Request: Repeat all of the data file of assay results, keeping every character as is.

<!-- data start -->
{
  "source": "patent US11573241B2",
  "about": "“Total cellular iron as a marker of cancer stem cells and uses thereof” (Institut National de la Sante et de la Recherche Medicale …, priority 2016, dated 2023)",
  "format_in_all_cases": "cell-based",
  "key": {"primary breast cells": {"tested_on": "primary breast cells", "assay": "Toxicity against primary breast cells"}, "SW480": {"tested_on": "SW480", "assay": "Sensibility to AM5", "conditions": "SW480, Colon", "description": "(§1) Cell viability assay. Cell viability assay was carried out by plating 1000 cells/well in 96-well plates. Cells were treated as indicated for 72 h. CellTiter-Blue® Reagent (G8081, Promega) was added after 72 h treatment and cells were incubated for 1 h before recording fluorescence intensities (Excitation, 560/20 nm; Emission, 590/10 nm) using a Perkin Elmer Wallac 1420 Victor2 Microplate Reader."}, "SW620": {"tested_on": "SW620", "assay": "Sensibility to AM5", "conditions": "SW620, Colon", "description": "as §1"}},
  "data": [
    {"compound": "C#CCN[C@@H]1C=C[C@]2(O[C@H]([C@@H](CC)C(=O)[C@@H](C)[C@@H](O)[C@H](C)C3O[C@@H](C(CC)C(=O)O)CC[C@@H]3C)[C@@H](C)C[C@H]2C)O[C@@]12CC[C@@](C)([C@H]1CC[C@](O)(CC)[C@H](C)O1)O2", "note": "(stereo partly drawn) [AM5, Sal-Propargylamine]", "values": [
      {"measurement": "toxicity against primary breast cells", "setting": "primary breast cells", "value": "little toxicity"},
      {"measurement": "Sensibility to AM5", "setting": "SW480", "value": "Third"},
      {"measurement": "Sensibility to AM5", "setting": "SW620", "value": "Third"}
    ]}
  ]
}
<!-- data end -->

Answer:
{
  "source": "patent US11573241B2",
  "about": "“Total cellular iron as a marker of cancer stem cells and uses thereof” (Institut National de la Sante et de la Recherche Medicale …, priority 2016, dated 2023)",
  "format_in_all_cases": "cell-based",
  "key": {"primary breast cells": {"tested_on": "primary breast cells", "assay": "Toxicity against primary breast cells"}, "SW480": {"tested_on": "SW480", "assay": "Sensibility to AM5", "conditions": "SW480, Colon", "description": "(§1) Cell viability assay. Cell viability assay was carried out by plating 1000 cells/well in 96-well plates. Cells were treated as indicated for 72 h. CellTiter-Blue® Reagent (G8081, Promega) was added after 72 h treatment and cells were incubated for 1 h before recording fluorescence intensities (Excitation, 560/20 nm; Emission, 590/10 nm) using a Perkin Elmer Wallac 1420 Victor2 Microplate Reader."}, "SW620": {"tested_on": "SW620", "assay": "Sensibility to AM5", "conditions": "SW620, Colon", "description": "as §1"}},
  "data": [
    {"compound": "C#CCN[C@@H]1C=C[C@]2(O[C@H]([C@@H](CC)C(=O)[C@@H](C)[C@@H](O)[C@H](C)C3O[C@@H](C(CC)C(=O)O)CC[C@@H]3C)[C@@H](C)C[C@H]2C)O[C@@]12CC[C@@](C)([C@H]1CC[C@](O)(CC)[C@H](C)O1)O2", "note": "(stereo partly drawn) [AM5, Sal-Propargylamine]", "values": [
      {"measurement": "toxicity against primary breast cells", "setting": "primary breast cells", "value": "little toxicity"},
      {"measurement": "Sensibility to AM5", "setting": "SW480", "value": "Third"},
      {"measurement": "Sensibility to AM5", "setting": "SW620", "value": "Third"}
    ]}
  ]
}